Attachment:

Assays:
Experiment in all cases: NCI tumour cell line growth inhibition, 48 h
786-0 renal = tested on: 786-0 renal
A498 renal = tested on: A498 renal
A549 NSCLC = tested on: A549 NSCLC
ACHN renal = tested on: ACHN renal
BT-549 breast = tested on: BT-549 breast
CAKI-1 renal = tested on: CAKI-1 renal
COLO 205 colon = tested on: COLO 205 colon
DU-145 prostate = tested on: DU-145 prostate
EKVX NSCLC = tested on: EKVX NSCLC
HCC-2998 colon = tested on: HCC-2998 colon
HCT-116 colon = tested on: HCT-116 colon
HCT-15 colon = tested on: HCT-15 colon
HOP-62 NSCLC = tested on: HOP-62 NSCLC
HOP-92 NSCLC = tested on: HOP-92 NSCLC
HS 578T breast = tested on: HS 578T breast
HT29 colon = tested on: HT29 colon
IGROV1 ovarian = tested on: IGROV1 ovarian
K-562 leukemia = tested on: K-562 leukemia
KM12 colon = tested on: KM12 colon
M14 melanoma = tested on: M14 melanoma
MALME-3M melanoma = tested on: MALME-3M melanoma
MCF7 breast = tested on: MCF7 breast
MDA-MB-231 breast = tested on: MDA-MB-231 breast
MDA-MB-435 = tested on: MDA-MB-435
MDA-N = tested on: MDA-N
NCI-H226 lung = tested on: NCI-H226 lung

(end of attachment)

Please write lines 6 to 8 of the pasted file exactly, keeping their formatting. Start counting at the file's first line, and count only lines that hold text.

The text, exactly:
ACHN renal = tested on: ACHN renal
BT-549 breast = tested on: BT-549 breast
CAKI-1 renal = tested on: CAKI-1 renal